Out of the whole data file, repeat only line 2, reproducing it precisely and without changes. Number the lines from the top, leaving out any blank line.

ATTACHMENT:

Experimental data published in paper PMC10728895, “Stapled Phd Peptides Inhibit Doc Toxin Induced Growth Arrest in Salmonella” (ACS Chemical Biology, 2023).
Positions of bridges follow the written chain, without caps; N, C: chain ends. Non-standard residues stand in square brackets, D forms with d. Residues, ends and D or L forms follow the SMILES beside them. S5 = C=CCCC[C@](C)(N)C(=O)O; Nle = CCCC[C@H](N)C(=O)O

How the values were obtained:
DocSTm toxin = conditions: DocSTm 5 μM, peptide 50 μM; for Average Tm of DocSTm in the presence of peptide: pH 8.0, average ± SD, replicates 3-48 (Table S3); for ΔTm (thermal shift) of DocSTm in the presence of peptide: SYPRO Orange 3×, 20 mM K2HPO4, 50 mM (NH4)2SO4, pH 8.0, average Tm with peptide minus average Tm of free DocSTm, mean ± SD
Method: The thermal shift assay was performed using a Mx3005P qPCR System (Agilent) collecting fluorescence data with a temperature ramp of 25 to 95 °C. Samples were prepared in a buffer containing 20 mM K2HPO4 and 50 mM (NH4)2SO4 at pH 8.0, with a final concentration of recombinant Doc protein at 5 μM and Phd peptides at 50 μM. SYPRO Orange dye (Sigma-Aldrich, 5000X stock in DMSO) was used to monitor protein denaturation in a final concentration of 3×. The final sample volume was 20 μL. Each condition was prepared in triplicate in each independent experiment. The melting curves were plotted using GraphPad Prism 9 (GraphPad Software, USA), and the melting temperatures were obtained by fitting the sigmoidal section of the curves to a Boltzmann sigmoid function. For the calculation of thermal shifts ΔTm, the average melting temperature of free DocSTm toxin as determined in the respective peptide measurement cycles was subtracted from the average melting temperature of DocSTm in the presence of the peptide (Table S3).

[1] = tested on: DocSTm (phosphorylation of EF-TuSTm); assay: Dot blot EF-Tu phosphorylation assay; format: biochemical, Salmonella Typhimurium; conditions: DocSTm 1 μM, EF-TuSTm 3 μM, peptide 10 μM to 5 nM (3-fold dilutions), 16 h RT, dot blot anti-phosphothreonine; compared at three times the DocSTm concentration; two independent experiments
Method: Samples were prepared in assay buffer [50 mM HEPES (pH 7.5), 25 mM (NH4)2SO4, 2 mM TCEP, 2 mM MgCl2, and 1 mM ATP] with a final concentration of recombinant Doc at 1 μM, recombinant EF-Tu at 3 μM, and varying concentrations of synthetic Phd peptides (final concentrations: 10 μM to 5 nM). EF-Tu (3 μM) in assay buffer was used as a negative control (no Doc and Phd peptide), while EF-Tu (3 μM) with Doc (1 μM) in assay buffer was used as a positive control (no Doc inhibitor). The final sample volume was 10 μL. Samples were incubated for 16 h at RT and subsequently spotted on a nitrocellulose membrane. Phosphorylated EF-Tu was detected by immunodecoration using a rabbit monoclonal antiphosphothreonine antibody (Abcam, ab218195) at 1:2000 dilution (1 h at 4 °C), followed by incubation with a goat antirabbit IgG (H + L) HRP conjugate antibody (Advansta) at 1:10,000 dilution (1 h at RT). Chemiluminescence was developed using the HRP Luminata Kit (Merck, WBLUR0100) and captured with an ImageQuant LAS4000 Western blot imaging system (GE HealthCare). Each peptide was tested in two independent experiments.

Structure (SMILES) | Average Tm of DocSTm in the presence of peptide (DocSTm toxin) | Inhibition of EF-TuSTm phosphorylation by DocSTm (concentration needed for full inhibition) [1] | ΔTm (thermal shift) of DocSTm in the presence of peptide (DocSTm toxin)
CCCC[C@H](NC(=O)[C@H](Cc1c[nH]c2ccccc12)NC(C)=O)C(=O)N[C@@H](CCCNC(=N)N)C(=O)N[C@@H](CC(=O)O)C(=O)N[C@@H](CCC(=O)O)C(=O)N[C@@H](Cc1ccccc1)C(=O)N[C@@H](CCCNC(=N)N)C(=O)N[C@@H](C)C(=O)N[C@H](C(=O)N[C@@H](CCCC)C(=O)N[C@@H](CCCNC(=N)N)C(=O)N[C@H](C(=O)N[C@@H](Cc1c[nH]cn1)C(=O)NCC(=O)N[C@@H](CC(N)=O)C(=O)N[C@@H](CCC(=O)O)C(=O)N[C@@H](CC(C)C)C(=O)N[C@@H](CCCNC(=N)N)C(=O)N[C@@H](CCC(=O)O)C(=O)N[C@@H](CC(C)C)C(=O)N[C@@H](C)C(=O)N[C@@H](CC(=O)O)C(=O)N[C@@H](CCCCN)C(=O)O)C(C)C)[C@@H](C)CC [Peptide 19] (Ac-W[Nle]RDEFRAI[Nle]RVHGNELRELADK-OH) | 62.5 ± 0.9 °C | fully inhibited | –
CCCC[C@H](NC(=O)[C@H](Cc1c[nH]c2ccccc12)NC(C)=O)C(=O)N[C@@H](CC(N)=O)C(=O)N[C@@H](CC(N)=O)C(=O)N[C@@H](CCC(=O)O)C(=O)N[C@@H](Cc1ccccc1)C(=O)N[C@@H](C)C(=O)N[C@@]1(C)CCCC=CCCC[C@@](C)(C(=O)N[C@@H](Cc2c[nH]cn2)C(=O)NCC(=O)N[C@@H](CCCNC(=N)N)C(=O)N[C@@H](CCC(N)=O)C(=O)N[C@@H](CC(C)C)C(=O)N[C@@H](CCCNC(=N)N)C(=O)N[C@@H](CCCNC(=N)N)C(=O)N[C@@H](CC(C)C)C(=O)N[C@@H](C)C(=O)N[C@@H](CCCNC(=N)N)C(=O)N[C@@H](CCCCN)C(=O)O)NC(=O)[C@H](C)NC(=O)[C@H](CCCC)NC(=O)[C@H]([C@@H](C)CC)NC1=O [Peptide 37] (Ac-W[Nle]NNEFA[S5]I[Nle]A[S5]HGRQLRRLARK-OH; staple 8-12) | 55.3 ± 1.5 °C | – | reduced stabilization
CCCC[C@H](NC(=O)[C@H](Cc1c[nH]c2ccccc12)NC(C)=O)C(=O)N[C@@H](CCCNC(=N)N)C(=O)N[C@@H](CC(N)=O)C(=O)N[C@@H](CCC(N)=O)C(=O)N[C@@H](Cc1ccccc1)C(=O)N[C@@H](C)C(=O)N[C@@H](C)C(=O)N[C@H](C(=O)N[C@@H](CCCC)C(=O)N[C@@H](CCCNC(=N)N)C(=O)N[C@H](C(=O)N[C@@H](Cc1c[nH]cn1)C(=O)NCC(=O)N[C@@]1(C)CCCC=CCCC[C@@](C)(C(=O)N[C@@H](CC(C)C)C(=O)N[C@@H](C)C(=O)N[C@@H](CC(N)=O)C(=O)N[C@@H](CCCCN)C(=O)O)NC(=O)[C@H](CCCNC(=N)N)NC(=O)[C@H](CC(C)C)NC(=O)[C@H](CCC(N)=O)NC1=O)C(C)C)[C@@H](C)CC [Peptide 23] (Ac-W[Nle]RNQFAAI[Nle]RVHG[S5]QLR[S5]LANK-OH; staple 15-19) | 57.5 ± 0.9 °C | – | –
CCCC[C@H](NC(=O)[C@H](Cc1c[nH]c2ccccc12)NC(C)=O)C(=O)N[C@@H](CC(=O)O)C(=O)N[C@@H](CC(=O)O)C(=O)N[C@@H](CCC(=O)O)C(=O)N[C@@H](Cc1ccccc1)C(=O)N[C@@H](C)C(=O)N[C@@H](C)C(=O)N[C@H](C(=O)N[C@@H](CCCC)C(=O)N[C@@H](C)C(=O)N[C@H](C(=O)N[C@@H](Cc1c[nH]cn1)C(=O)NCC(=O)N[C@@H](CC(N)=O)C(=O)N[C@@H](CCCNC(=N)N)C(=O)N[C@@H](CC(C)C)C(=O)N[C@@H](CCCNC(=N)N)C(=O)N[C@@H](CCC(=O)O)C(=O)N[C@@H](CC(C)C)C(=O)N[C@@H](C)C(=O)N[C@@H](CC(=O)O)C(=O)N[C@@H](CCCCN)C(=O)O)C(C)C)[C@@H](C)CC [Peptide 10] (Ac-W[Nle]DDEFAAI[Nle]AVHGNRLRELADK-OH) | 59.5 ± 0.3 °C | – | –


Positions of bridges follow the written chain, without caps; N, C: chain ends. Non-standard residues stand in square brackets, D forms with d. Residues, ends and D or L forms follow the SMILES beside them. S5 = C=CCCC[C@](C)(N)C(=O)O; Nle = CCCC[C@H](N)C(=O)O